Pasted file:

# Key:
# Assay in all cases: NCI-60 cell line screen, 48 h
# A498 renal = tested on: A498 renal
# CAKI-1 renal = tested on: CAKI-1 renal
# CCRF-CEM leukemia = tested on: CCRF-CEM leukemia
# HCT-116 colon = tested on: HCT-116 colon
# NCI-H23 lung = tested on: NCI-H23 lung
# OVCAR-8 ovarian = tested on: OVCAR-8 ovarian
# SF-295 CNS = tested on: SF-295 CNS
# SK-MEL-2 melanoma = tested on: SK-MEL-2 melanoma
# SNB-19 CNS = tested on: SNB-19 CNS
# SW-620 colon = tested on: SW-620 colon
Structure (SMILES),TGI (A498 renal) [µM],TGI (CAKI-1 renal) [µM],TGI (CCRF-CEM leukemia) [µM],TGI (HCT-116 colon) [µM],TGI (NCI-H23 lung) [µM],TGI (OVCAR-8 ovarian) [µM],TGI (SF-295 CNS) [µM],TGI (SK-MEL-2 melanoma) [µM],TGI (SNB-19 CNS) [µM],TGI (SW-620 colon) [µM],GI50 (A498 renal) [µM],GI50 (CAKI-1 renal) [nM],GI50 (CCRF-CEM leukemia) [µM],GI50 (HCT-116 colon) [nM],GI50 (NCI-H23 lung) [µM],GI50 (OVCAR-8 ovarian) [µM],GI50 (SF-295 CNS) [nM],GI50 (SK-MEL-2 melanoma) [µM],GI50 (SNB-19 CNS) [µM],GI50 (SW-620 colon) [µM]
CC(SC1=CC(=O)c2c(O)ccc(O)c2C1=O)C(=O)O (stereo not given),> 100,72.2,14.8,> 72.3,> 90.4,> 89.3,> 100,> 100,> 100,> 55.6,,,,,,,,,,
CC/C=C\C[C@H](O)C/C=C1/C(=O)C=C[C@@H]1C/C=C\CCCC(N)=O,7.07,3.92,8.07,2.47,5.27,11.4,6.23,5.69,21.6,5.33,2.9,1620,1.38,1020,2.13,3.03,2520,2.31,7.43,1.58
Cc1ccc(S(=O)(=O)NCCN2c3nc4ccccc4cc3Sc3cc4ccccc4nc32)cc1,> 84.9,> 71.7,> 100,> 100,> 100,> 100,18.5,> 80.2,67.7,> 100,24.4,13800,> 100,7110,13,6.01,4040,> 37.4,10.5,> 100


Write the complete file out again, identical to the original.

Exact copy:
# Key:
# Assay in all cases: NCI-60 cell line screen, 48 h
# A498 renal = tested on: A498 renal
# CAKI-1 renal = tested on: CAKI-1 renal
# CCRF-CEM leukemia = tested on: CCRF-CEM leukemia
# HCT-116 colon = tested on: HCT-116 colon
# NCI-H23 lung = tested on: NCI-H23 lung
# OVCAR-8 ovarian = tested on: OVCAR-8 ovarian
# SF-295 CNS = tested on: SF-295 CNS
# SK-MEL-2 melanoma = tested on: SK-MEL-2 melanoma
# SNB-19 CNS = tested on: SNB-19 CNS
# SW-620 colon = tested on: SW-620 colon
Structure (SMILES),TGI (A498 renal) [µM],TGI (CAKI-1 renal) [µM],TGI (CCRF-CEM leukemia) [µM],TGI (HCT-116 colon) [µM],TGI (NCI-H23 lung) [µM],TGI (OVCAR-8 ovarian) [µM],TGI (SF-295 CNS) [µM],TGI (SK-MEL-2 melanoma) [µM],TGI (SNB-19 CNS) [µM],TGI (SW-620 colon) [µM],GI50 (A498 renal) [µM],GI50 (CAKI-1 renal) [nM],GI50 (CCRF-CEM leukemia) [µM],GI50 (HCT-116 colon) [nM],GI50 (NCI-H23 lung) [µM],GI50 (OVCAR-8 ovarian) [µM],GI50 (SF-295 CNS) [nM],GI50 (SK-MEL-2 melanoma) [µM],GI50 (SNB-19 CNS) [µM],GI50 (SW-620 colon) [µM]
CC(SC1=CC(=O)c2c(O)ccc(O)c2C1=O)C(=O)O (stereo not given),> 100,72.2,14.8,> 72.3,> 90.4,> 89.3,> 100,> 100,> 100,> 55.6,,,,,,,,,,
CC/C=C\C[C@H](O)C/C=C1/C(=O)C=C[C@@H]1C/C=C\CCCC(N)=O,7.07,3.92,8.07,2.47,5.27,11.4,6.23,5.69,21.6,5.33,2.9,1620,1.38,1020,2.13,3.03,2520,2.31,7.43,1.58
Cc1ccc(S(=O)(=O)NCCN2c3nc4ccccc4cc3Sc3cc4ccccc4nc32)cc1,> 84.9,> 71.7,> 100,> 100,> 100,> 100,18.5,> 80.2,67.7,> 100,24.4,13800,> 100,7110,13,6.01,4040,> 37.4,10.5,> 100